I first read about Flight of the Conchords way back in 2003, at the height of the Lord of the Rings movie fever, thanks mostly to the attention earned by Bret McKenzie. The artist first rose to fame among hard-core LOTR movie fans when someone dubbed him, “Figwit,” as in, “Frodo is great, (but) who is that?” And “that” happened to be the cute elf cursing at a group of dwarves at the Council of Elrond scene. To please the fan girls, Peter Jackson revived with Figwit a four-line scene in film 3 as Arwen’s guard of sorts.

Four years later, McKenzie and band partner, Jemaine Clement, have their own comedy series on HBO titled, what else, Flight of the Conchords. The series features the folk music parody band hit New York in hopes of making it in the American music market. So far, they have hired a manager whose day job is as a staff member at the New Zealand embassy, and a fan. Now all they need is a gig, a record deal, and girls.

As they muddle through their music career, they also experience rejection, mugging, selling music out to a birthday card company, falling for the same woman, and getting odd jobs to get by. FOTC’s music is hardly LSS-inducing due to the irregular rhythms mish-mashed with retro, punk, rap, and electronic tunes. However, the songs eventually catch on you as the humorous lyrics roll in. Falsetto does not suit every one either, but it obviously works for the duo band.

In between scenes of each episode, the “band” breaks into songs that poke clever fun at some of life’s harsh realities, like falling in love, racial issues, body image, and their chosen profession. You will see Jemaine fall in love with a girl at a party who turns out to be Bret’s ex-girlfriend. Bret finds a co-worker “flipping hot…like a curry” in another scene. Among the most hilarious is still the piece, “Humans Are Dead,” which is about humans being replaced by robots (”It is the distant future/The year 2000″) as performed by the duo dancing the robot dance in their cardboard robot costumes. As it is a parody, the music video is recorded by their clueless manager with a camera phone.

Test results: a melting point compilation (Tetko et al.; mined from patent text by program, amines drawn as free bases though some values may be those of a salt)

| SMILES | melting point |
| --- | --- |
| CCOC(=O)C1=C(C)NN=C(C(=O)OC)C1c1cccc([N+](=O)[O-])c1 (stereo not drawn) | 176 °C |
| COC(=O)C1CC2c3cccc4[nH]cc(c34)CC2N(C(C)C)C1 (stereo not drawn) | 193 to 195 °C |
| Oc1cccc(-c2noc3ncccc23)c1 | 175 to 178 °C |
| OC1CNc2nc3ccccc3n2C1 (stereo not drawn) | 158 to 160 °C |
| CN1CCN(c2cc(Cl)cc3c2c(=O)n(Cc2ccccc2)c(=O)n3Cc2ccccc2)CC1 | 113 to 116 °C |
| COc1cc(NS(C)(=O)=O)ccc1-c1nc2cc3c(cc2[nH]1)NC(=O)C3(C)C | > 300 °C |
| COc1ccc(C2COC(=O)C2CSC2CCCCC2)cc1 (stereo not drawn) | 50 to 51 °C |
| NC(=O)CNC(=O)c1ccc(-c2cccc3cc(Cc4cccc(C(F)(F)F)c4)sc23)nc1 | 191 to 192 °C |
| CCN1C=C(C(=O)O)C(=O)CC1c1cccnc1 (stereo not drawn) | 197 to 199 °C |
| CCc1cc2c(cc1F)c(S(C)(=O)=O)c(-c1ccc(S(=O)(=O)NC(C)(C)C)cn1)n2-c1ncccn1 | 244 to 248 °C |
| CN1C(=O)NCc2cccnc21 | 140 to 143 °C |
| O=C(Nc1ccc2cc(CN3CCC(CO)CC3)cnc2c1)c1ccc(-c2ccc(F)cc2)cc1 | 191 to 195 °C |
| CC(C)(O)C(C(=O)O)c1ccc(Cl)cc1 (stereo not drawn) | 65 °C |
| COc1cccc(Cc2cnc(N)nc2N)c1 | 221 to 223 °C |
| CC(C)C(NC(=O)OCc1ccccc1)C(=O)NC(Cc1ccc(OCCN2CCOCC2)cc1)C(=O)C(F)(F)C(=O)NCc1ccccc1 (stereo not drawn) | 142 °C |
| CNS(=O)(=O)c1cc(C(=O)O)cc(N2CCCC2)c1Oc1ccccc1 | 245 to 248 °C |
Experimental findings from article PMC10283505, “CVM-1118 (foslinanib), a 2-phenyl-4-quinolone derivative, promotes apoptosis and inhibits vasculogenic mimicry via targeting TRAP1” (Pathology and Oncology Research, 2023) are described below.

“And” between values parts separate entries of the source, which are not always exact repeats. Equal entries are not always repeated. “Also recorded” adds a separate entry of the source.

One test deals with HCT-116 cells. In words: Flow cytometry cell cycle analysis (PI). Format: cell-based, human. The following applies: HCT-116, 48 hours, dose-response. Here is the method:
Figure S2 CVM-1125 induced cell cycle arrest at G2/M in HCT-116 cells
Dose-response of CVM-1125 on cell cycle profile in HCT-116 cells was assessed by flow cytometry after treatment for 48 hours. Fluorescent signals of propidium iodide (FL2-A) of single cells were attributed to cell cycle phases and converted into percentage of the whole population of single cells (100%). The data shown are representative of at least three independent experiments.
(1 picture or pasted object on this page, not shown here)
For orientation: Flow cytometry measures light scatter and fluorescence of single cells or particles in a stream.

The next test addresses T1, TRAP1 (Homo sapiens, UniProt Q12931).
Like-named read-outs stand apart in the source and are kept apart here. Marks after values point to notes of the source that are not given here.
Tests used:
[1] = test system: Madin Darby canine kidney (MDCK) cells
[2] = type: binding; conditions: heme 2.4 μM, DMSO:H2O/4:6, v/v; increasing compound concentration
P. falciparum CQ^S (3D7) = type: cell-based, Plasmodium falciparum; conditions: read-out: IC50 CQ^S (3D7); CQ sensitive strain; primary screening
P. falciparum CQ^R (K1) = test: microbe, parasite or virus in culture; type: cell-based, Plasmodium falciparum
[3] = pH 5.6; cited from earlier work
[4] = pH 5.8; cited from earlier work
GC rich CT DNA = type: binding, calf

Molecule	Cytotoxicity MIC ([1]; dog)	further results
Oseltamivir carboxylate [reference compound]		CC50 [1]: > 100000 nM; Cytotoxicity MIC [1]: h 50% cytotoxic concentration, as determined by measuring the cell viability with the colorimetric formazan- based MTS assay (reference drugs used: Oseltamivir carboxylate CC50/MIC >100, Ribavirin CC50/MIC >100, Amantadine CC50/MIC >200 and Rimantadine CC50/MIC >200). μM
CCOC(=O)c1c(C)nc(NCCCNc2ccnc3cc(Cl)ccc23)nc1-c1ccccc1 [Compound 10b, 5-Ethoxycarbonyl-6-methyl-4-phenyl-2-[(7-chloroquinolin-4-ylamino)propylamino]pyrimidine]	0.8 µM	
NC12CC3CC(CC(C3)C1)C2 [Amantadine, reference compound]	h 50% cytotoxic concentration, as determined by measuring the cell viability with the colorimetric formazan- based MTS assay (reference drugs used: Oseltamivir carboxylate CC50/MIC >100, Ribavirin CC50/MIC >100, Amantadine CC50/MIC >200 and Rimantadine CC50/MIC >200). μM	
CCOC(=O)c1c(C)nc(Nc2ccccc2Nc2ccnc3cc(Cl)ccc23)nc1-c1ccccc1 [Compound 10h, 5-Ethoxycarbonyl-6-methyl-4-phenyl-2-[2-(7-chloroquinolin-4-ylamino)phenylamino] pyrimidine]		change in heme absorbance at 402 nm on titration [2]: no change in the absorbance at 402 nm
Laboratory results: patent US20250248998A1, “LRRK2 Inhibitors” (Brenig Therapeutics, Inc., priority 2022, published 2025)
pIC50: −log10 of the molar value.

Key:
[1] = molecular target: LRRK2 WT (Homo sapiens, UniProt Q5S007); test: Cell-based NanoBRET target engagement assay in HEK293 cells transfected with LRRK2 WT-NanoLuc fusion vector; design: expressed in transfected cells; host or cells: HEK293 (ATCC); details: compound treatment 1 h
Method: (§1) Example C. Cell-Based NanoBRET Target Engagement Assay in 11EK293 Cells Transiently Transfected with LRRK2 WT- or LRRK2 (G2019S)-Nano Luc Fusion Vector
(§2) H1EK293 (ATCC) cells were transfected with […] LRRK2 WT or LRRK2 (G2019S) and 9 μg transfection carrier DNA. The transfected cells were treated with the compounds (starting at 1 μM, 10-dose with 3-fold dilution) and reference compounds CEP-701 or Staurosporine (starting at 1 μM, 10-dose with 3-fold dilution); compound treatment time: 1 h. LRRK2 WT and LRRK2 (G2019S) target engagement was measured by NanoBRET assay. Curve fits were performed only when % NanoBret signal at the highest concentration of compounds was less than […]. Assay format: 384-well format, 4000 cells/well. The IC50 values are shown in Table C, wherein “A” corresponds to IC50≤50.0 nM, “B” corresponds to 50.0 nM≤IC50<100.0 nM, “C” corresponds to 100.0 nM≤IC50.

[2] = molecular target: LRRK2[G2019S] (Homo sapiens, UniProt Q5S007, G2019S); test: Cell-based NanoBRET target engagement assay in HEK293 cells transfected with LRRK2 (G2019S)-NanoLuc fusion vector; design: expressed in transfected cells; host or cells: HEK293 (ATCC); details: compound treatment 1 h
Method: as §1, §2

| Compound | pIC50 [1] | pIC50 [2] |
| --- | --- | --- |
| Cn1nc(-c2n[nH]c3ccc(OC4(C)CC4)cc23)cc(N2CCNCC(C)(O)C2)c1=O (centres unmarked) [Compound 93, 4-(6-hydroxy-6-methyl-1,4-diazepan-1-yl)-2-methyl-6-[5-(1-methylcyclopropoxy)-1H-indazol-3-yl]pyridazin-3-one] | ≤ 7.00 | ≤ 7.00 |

It is the distant future
The year 2000
We are robots
The world is very different ever since the robot uprising of the mid-90s.
There is no more unhappiness.
Affirmative
We no longer say yes. Instead we say ‘affirmative’.
Yes, affirmative.

The band takes pride in being from New Zealand (”Just like Lord of the Rings,” as written in a travel poster) through self-deprecation. One episode shows the duo being denied their apples and bananas by an Indian street fruit vendor because of a cultivated racial distaste. It turns out that he thought the white guys were Aussies. When the issue is resolved, the next scene finds the musicians and the vendor abusing the guard at the Australian Embassy. In fact, the running jokes are not about the challenges of getting gigs or a record deal, but for being mistaken for another nationality or when even English-speaking people hardly understand their words because of the interesting accent.

My personal favorite is “Issues (Think About It)”:

They’re turning kids into slaves just to make cheaper sneakers
But what’s the real cost, ‘cause the sneakers don’t seem that much cheaper?
Why are we still paying so much for sneakers when you got them made by little slave kids?
What are your overheads?

Season 1 is already on DVD, I hope that the cable network will revive the program for Season 2.